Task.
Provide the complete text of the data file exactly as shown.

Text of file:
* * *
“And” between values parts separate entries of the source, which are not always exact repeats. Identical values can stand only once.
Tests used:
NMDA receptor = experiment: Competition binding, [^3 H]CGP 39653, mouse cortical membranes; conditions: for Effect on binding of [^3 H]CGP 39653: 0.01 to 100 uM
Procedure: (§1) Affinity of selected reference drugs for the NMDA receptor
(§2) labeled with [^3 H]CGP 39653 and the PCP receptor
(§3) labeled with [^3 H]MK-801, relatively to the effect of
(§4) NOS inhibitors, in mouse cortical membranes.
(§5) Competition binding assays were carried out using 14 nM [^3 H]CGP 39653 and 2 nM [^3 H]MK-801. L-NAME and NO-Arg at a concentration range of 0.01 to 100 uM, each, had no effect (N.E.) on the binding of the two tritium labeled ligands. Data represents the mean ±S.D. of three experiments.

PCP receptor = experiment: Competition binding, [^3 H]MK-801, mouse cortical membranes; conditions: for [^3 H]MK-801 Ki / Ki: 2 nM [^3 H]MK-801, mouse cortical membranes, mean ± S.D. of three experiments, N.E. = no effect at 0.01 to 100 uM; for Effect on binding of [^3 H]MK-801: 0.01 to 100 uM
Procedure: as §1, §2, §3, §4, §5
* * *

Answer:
“And” between values parts separate entries of the source, which are not always exact repeats. Identical values can stand only once.
Tests used:
NMDA receptor = experiment: Competition binding, [^3 H]CGP 39653, mouse cortical membranes; conditions: for Effect on binding of [^3 H]CGP 39653: 0.01 to 100 uM
Procedure: (§1) Affinity of selected reference drugs for the NMDA receptor
(§2) labeled with [^3 H]CGP 39653 and the PCP receptor
(§3) labeled with [^3 H]MK-801, relatively to the effect of
(§4) NOS inhibitors, in mouse cortical membranes.
(§5) Competition binding assays were carried out using 14 nM [^3 H]CGP 39653 and 2 nM [^3 H]MK-801. L-NAME and NO-Arg at a concentration range of 0.01 to 100 uM, each, had no effect (N.E.) on the binding of the two tritium labeled ligands. Data represents the mean ±S.D. of three experiments.

PCP receptor = experiment: Competition binding, [^3 H]MK-801, mouse cortical membranes; conditions: for [^3 H]MK-801 Ki / Ki: 2 nM [^3 H]MK-801, mouse cortical membranes, mean ± S.D. of three experiments, N.E. = no effect at 0.01 to 100 uM; for Effect on binding of [^3 H]MK-801: 0.01 to 100 uM
Procedure: as §1, §2, §3, §4, §5